Fair Woodworking

March 21, 2013

Curly birch goes with walnut

EDITORS NOTE *** This post is experiencing 3rd party photo hosting “issues”, that will be addressed as time allows. ***

 

This box is an important one for me. As usual, it has no functional purpose, but it’s still a bit of a big deal.

The beauty of photography is that you can hide a world of sin with the right camera angle, and a tight depth of field. However…

For the first time, I’ve built a box that doesn’t really have a bad side.

Now don’t get me wrong, dovetail perfection is still not quite within my grasp, but any gaps you find on this little sucker, you gonn’a have to search for them.

Cutting a raised panel is not that hard, but getting all the angles to line up with the corners, and also get a nicely planed surface on the end grain is a little harder.

Ok, I cheated a little.  I usually cut the grooves with my plow plane, but this time, I used my powered router. I have to admit, although I hate my router, I hate most all my power tools, that is a great way to cut some grooves!

I also had the forethought to align the birch so that it shows the curls better when it is NOT upside down.

The box is pretty close to perfect, but the lid? It? It was perfect. A lid with a matching raised panel. Without flaw.

Perfect…

And it looked like donkey poo when I put it on the box.

So I made a simple squared edge lid, that is not perfect, but I managed to fix it.

Somewhat fixed…

April 30, 2012

My favorite power tool

Filed under: Favorite tools,Picture issues,Power tools,Skill development — fairwoodworking @ 1:57 pm

EDITORS NOTE *** This post is experiencing 3rd party photo hosting “issues”, that will be addressed as time allows. ***

 

My interest in power tools these days has diminished to nearly zero, but there is one power tool that I will never give up. I’m a real tool snob, and I usually would rather do without if I can’t use a good respectable, and more importantly reliable tool. At work I have a cordless tool set made by Ryobi that I hate. It’s almost faster to drive screws with a screwdriver than the drill, and I find myself reaching for my $10 hand saw before wasting my time with the cordless circular saw.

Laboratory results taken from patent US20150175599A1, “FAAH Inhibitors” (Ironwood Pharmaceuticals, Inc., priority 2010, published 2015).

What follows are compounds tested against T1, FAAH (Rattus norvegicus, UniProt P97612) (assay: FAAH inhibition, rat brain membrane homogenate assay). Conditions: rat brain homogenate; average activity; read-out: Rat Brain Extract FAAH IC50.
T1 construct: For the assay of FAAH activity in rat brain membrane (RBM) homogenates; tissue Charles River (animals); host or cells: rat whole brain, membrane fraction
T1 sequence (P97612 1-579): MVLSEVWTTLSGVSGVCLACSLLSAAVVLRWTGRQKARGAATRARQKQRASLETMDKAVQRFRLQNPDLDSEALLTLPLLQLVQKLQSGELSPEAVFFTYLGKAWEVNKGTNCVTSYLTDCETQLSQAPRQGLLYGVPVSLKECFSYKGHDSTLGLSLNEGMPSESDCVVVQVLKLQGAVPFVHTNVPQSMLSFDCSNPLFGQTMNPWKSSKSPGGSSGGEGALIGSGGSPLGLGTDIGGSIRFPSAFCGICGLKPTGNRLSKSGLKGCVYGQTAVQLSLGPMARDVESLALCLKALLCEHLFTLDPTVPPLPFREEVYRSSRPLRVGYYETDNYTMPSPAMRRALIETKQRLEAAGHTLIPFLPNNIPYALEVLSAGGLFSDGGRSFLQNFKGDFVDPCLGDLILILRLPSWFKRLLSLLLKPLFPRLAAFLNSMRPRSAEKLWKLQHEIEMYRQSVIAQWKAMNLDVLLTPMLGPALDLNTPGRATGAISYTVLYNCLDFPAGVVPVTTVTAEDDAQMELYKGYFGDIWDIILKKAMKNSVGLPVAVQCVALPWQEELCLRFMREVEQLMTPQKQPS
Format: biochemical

I like me a well made tool.

So how is it my favorite Power tool could be considered cheap? Well because, even a cheap Bench grinder will do the job I need it to do.

The grinder is not a finesse tool. It’s a workhorse.

The tool rest I’m pointing at is the crappy one it was supplied with. It’s a total piece of junk, and I love it. There are many that sing the praises of big ticket after market tool rests, but I can’t see how they would work better that this flimsy piece of, one molecule short of plastic fo-metal. Those fancy tool rests are super sturdy, and ultra rigid, but I like the loosey goosey feel of my tool rest. Grinding is super simple. A little flex means I can shape the blade a little. If I find I’m removing material faster on one side of the blade than the other, I can lean into one side a little to straighten it out again.